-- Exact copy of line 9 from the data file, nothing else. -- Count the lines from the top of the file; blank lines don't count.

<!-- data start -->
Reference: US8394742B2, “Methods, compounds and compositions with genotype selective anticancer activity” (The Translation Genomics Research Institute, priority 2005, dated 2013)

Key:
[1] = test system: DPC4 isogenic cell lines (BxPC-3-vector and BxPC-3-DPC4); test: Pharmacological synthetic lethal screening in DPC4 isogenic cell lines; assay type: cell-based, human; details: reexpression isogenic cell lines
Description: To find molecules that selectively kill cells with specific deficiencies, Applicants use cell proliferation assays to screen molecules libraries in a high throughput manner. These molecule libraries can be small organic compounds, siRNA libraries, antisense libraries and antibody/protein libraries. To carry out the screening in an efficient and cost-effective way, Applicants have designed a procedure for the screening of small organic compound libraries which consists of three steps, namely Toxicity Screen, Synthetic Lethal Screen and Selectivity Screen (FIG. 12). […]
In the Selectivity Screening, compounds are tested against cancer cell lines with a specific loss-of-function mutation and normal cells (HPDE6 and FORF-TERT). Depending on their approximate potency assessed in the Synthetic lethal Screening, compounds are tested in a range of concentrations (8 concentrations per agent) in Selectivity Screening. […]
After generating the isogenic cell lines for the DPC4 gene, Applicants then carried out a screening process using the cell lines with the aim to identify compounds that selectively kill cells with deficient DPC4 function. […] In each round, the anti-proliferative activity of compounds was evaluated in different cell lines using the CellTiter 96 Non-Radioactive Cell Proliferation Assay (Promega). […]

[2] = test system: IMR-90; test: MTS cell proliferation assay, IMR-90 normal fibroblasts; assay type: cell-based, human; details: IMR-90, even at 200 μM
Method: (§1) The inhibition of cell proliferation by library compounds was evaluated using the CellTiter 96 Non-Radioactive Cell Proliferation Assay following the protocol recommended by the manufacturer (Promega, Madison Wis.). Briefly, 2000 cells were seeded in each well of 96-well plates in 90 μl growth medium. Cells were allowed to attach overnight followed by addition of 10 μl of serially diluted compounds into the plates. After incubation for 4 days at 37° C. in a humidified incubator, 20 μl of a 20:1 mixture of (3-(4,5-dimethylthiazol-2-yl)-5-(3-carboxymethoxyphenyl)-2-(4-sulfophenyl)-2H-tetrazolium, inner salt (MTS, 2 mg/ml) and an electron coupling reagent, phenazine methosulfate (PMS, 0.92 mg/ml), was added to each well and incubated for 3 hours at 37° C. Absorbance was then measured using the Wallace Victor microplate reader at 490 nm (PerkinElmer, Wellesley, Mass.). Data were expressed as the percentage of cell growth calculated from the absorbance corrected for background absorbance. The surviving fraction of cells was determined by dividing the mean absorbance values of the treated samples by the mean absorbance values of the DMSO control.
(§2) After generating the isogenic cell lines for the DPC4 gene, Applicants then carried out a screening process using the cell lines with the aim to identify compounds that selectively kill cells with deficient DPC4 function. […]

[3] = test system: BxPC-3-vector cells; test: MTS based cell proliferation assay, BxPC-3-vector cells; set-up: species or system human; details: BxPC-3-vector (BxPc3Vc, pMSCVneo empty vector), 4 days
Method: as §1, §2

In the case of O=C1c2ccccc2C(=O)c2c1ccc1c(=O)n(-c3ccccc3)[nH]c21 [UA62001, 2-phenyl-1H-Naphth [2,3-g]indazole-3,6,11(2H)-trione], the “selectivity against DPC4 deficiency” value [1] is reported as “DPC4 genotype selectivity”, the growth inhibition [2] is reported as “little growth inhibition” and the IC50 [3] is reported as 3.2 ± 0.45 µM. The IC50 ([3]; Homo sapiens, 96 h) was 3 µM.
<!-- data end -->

(§2) After generating the isogenic cell lines for the DPC4 gene, Applicants then carried out a screening process using the cell lines with the aim to identify compounds that selectively kill cells with deficient DPC4 function. […]